William H. McNeill – History as Myth
Last Friday, the great historian William H. McNeill died. I still have surprisingly endearing memories of reading his A World History one winter, in the middle crowded New York City Wendy’s, surrounded by high school kids just done with their day, his narrative silencing every one and every thing. And this year during a brief illness I finally went through his Plagues and Peoples in a few days. In both books his ability to use both “inferences and large doses of imagination” in telling huge but human stories was more than evident.
His obituary can be found here. Below is a 1981 op-ed where he says that truth “does not reside in exact recording of every detail. It never has. Instead, it resides in myth — generalizing myths that direct attention to what is common amid diversity by neglecting trivial differences of detail.” His ability, as far back as 1981, to see the massive complexity of history, admit the limitations of knowledge and language, but not fall into the rabbit hole of claiming nothing beyond the smallest details can be expressed, is heartening. We need “new visions, new generalizations, new myths, global in scope” (or, as I put it, more convenient gestures) to help us organize life and history. And there is very little else but juggling and organizing history over and over again, with no end in sight, and no comfort of certainty.
MAKE MINE MYTH
by William H. McNeill
Most historians disdain myths, believing that their job is to dispel error by showing how shorthand, mythical interpretations of the past fail to explain all the facts. Yet myth is more subtle than such practitioners admit.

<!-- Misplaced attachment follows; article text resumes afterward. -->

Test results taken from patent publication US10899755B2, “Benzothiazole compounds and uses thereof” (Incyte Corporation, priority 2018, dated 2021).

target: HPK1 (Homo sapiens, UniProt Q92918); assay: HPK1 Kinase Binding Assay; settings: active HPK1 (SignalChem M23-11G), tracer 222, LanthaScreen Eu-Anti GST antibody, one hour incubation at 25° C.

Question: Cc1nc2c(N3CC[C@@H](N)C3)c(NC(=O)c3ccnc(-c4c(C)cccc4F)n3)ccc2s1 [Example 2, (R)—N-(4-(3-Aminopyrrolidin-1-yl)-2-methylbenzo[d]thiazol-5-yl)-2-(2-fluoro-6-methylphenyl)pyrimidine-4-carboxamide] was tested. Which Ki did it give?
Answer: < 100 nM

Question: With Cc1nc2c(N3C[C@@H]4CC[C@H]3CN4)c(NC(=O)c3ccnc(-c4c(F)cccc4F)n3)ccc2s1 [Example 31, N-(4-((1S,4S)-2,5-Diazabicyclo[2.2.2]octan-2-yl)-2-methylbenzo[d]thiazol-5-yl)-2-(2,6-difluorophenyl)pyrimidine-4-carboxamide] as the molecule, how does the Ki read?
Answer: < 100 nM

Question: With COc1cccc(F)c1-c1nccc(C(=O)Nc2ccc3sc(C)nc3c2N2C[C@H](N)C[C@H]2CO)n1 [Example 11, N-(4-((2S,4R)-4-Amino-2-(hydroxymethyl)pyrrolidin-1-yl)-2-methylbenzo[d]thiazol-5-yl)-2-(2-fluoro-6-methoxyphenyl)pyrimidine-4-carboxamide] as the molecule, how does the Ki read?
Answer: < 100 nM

Historians’ assaults on myth are themselves based on a myth: the faith that facts speak for themselves, that infinite detail somehow organizes itself into meaningful patterns without the intervention of human intelligence, and that historical truth resides in faithful transcription of recorded words and deeds.
Few if any historians really believe these doctrines today, yet the practice of the profession, mummified by Ph.D. training programs, routinely perpetuates the writing of research monographs whose only point is to show that no one has quite managed to find a formula that could fully take into account newly noticed details.
The trouble with this approach to truth is that it makes the world unintelligible. If to study the forest one first must describe every leaf, the task become Gargantuan, self-defeating. Before it can be completed, the leaves will have fallen–long before the researcher is able to draw back far enough from detail even to glimpse a single tree, much less the forest or ecoysystem of which each leaf was a part.
Truth, in short, does not reside in exact recording of every detail. It never has. Instead, it resides in myth–generalizing myths that direct attention to what is common amid diversity by neglecting trivial differences of detail. Such myths make subsequent experience intelligible and can be acted on. When results conform to expectations, truth has been tested and the mythical formulation gains or retains plausibility. When experience contradicts expectation, it is time to mend the myth, if one can, to look for limiting conditions or overriding patterns that somehow distort its applicability.